For them, the technology has to precede many policies. That’s one reason that they, like Cohen, think the Pentagon would be a natural engine for the tough and market-unfriendly work of pushing energy breakthroughs. The best part of the Department of Defense? It’s so big that it would be its own best customer for any innovations.
Perhaps it’s best to end this discussion with a look at the scale of the problem. Given the economic growth of China, India, and other major developing countries, we can anticipate that global energy demand will grow, and so will the need for clean sources. Here’s Armond Cohen’s compelling look at what we’d need to do to meet that demand.
Since achieving merely one terawatt of those thirty carbon-free Terawatts would require 25 times more wind power than we have today*, or three hundred times current global solar capacity, or, for that matter, three times our current global capacity of nuclear plants, it’s pretty clear that fossil fuels are likely to be part of the picture for quite a while—[which suggests that] developing the [carbon capture and storage] option at scale is likely to be pretty important. … It’s also clear that at least current-generation renewables, with their substantial land use demands, intermittency challenges (which, even at current penetration levels in California and parts of Europe have required substantial numbers of new gas power plants to fill in when the wind isn’t blowing—a cost which is typically not counted against the renewables), and very high cost (at present, solar [photovoltaics] is at something like four times the cost of new nuclear power in the United States), are going to have a hard time filling out most of those 30 terawatts. We are going to need lots of innovation, and every scalable option we can imagine.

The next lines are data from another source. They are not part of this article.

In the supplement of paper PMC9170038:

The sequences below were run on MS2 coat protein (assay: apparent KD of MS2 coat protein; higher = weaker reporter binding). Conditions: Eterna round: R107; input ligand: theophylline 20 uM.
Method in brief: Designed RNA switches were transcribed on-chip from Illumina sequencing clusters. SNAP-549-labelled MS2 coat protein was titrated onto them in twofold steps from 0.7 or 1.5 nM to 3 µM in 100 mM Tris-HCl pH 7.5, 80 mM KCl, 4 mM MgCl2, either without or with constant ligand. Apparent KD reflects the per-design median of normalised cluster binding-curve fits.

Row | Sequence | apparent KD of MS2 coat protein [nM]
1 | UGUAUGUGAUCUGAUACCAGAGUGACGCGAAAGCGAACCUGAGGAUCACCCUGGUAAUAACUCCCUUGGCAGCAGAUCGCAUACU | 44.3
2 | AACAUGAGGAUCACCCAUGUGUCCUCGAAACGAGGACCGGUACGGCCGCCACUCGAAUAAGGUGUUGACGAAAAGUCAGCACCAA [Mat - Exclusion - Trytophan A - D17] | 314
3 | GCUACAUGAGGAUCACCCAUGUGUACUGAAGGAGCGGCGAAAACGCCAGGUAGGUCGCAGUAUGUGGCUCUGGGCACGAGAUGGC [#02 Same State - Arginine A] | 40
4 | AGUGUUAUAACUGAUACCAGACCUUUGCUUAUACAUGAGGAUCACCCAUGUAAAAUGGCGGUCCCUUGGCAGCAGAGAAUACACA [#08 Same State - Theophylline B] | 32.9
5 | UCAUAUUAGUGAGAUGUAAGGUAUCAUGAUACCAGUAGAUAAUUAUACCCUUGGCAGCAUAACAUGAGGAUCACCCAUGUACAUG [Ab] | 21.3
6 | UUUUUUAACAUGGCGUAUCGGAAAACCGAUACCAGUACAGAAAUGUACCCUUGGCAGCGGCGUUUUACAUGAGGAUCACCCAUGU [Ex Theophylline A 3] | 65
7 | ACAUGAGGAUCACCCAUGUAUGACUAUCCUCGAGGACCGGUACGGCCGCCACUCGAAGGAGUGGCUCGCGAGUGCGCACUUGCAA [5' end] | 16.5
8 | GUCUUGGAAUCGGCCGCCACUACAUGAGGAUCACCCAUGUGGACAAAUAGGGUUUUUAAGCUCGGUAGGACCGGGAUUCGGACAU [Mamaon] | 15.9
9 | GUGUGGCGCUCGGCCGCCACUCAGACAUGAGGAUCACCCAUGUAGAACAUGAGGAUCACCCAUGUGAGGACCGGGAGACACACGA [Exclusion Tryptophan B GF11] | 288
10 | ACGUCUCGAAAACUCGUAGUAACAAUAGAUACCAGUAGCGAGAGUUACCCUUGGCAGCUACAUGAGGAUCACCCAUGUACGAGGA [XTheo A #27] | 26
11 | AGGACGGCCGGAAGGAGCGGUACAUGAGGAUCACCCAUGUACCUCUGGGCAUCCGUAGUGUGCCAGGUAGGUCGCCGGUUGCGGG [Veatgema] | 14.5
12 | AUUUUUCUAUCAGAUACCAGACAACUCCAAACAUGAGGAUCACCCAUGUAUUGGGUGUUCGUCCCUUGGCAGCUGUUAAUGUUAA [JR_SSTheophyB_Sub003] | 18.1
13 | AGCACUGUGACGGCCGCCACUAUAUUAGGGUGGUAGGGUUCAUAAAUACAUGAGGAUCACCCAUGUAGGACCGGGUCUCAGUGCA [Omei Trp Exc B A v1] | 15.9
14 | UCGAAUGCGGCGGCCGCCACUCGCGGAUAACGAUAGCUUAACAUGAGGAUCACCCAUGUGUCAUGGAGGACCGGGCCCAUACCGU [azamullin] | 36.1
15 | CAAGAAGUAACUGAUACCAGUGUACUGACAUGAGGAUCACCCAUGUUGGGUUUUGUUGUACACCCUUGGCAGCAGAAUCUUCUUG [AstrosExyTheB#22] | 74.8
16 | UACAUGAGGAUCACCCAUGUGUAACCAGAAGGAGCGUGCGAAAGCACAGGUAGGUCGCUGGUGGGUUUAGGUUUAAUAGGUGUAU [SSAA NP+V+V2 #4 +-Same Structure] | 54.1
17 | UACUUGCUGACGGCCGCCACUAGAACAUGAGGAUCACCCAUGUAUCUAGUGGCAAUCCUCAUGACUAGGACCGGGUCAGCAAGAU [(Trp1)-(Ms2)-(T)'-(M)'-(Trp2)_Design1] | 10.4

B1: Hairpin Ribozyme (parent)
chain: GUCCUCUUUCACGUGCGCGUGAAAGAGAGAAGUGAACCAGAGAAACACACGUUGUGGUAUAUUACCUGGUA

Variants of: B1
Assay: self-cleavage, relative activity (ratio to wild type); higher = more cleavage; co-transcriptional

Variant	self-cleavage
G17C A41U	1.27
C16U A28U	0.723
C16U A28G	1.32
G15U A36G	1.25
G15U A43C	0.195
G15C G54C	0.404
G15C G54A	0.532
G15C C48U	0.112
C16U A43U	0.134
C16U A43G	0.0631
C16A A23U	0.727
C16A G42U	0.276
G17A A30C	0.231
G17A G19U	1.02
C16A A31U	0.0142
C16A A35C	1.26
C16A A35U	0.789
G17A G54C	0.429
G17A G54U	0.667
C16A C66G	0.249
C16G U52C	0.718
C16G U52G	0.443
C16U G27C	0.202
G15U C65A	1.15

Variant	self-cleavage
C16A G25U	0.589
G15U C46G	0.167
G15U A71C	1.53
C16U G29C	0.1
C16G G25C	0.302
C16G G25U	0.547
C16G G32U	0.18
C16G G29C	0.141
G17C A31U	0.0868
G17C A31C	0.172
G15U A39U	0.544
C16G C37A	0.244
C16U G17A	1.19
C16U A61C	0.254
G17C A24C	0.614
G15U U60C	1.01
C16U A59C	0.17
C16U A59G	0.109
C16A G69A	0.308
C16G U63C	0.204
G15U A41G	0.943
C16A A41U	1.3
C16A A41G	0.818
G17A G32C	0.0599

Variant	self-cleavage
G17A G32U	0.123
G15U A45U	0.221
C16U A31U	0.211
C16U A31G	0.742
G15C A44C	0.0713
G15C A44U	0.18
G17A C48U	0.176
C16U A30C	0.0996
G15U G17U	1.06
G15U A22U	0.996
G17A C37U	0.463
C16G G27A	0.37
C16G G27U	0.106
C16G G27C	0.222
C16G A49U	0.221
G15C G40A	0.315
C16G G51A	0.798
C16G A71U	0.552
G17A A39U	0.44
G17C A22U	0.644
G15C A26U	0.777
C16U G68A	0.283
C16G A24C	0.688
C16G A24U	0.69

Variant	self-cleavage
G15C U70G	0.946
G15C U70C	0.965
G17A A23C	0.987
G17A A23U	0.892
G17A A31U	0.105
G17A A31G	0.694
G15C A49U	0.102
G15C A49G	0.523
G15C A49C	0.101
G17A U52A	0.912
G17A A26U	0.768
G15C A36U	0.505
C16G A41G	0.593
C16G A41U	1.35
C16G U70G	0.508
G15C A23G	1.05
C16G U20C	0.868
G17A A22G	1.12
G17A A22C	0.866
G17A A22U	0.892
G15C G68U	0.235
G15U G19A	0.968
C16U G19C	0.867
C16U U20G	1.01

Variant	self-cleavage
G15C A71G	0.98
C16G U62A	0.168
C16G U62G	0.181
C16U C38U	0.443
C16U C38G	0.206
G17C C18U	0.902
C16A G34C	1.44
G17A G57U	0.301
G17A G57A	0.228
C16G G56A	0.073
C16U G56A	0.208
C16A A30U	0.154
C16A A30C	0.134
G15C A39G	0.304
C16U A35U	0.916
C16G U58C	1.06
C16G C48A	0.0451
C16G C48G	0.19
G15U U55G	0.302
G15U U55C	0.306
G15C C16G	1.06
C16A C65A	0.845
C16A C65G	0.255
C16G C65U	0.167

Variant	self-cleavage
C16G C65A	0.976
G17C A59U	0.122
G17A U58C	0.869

Correction: Armond Cohen miscalculated the wind power expansion required to generate one terawatt of energy. Generating one terawatt would require 25 times, not four times, more wind power than is available today.